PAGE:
Until recently, the F-35 Joint Strike Fighter had been having a pretty rough time.
In 2012, its estimated average "program acquisition unit cost" was reported to have doubled, from the $81 million per copy anticipated in 2001 to $161 million, flight tests revealed deficiencies in achieving the F-35's modest performance requirements, and scheduled full-rate production was delayed to 2019.
In 2013, the pace of negative events and reports has only increased. So far, the F-35 has been grounded not once but twice (with different components showing signs of failure). Also, not one but two reports from the Defense Department's director of operational test and evaluation (DOT&E) documented serious problems: Existing deficiencies, such as the inability to land safely on aircraft carriers, have not been resolved, and new issues, such as lower than predicted acceleration, are cropping up -- just as the more challenging flight tests are beginning.
Even the F-35 program manager, Lieutenant General Christopher Bogdan, was quoted in Australia being volubly caustic toward the F-35's two largest contractors (Lockheed-Martin and Pratt & Whitney), saying they were trying to "squeeze every nickel" out of the program, not controlling their costs. Then this week, the Government Accountability Office (GAO) released this year's annual review of the program. It reported that the first four F-35 production contracts have overrun their targets by $1.2 billion; above that, the F-35s built before 2016 will need an additional $1.7 billion to fix the problems uncovered, so far, by testing. In addition, the amount needed to sustain the F-35 will climb to almost $14 billion in 2018, while the Pentagon is supposed to absorb cuts required by budget deals. As GAO also points out, the program faces a conundrum: Reducing production to save money will actually increase the unit cost of each F-35 built, thereby making the already unaffordable program that much more unsustainable.
And yet, it would seem that in other respects, the F-35 defenders are circling their wagons.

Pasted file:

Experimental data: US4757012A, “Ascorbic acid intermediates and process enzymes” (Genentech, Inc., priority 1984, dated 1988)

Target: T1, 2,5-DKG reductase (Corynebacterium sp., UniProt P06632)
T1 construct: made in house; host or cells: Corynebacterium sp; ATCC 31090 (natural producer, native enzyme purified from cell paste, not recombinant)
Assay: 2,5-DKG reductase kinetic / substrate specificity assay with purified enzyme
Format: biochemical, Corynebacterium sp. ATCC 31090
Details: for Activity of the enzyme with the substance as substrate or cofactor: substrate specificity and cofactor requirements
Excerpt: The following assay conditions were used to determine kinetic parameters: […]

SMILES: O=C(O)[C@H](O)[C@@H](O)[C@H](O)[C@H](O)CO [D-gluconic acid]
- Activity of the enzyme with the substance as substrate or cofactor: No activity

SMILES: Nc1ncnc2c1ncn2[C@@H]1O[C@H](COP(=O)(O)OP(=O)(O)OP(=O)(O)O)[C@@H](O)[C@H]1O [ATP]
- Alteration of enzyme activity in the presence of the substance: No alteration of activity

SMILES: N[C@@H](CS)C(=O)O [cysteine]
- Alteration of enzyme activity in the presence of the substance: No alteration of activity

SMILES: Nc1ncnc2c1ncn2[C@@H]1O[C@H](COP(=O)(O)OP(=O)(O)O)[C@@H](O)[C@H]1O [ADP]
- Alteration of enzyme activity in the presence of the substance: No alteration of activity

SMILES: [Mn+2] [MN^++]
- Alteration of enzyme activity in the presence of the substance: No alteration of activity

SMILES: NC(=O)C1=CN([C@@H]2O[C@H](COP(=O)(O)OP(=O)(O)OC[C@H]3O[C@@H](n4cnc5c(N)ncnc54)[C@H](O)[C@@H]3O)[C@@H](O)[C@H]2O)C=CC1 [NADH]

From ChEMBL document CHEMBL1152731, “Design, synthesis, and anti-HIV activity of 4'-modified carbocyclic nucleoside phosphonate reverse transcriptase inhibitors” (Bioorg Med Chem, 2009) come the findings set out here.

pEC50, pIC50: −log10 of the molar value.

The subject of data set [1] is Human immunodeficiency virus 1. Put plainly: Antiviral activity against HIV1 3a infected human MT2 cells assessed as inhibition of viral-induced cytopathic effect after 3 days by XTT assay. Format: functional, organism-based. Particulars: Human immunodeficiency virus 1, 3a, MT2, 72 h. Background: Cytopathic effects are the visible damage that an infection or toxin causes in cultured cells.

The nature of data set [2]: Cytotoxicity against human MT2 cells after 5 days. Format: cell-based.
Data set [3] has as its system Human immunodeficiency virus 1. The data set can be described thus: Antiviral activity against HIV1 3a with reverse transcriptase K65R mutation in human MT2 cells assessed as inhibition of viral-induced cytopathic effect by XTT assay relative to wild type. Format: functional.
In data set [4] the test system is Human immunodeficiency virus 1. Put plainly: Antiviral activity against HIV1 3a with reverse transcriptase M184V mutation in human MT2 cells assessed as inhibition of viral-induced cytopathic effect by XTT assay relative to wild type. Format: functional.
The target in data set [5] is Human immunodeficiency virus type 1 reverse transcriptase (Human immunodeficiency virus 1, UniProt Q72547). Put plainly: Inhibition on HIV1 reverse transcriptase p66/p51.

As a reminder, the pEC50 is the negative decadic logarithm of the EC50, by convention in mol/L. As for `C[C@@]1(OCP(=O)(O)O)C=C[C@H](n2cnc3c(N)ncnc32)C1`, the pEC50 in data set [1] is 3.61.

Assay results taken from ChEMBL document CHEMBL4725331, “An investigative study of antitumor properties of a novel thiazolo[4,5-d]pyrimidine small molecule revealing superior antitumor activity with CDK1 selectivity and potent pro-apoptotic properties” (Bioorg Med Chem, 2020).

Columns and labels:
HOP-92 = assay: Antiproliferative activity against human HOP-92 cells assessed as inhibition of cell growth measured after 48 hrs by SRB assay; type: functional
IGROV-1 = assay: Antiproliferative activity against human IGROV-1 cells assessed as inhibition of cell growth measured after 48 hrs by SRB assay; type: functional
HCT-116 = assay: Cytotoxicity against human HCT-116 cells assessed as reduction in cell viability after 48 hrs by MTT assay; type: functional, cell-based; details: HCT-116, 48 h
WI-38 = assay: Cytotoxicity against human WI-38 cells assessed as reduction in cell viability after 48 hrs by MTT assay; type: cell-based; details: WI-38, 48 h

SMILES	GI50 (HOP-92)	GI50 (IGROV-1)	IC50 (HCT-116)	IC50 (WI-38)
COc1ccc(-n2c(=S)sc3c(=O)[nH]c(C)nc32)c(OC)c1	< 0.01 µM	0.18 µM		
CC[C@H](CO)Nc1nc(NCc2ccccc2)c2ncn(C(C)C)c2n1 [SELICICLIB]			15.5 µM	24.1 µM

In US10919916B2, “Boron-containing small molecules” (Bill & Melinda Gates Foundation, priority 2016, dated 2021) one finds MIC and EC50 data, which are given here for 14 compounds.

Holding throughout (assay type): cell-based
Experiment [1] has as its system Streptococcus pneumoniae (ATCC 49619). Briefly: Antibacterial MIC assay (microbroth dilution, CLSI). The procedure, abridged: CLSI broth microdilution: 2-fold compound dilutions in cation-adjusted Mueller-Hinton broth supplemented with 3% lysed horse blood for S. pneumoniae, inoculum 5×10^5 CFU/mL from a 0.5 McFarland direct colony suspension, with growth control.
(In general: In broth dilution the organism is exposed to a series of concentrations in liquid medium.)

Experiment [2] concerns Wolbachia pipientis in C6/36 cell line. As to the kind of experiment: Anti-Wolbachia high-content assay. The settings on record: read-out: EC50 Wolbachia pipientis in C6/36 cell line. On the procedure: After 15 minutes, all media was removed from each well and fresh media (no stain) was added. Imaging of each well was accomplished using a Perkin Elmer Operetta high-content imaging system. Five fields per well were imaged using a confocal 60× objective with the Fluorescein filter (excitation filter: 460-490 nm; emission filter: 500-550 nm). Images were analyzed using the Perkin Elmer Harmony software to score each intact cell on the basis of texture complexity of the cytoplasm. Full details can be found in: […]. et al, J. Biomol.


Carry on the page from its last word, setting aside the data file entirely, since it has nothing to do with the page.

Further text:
Lt. Gen. Bogdan is a more complicated personality in the F-35 saga than his highly quotable statements about greedy contractors might make him out to be. On inspection, he is an uncompromising defender of the F-35 -- he has trashed unwelcome reports on the F-35's ineffectiveness and, more importantly, tried to intimidate subordinates who have unflattering things to say about the plane.
Speaking at a conference of DOD bigwigs funded by Credit Suisse and McAleese & Associates, Bogdan dismissed one of the DOT&E reports as "premature," and then he went even further. One of the pilots quoted in the report had the strength of character and intellect (based on a few hundred hours of operational aircraft flight experience) to express concern that the design of the F-35 cockpit restricted pilots' ability to see threats to the rear, saying "aft visibility will get the pilot gunned [down] every time." The comment addressed a real flaw in the F-35's airframe design, and it came from an experienced operator. What was Bogdan's response? He told the press at the bankers' conference that "we can always put that pilot in a C-2 [cargo aircraft]...where [he] won't worry about getting gunned down."
Sure, general, that's just what DOD needs more of: Washington-based bureaucrats talking down to servicemen in the field with the character to express their experience-based concerns about defective equipment. Donald Rumsfeld did the same thing in 2004 when a reservist in Iraq had the gall to suggest that soldiers should not have to scrounge in scrap heaps to improvise "hillbilly armor" to survive in their vehicles in combat. Saying, "You go to war with the Army you have," Rumsfeld told the soldier to suck it up.
Lt. Gen. Bogdan, welcome to your own personal alcove in Donald Rumsfeld's hall of conceit.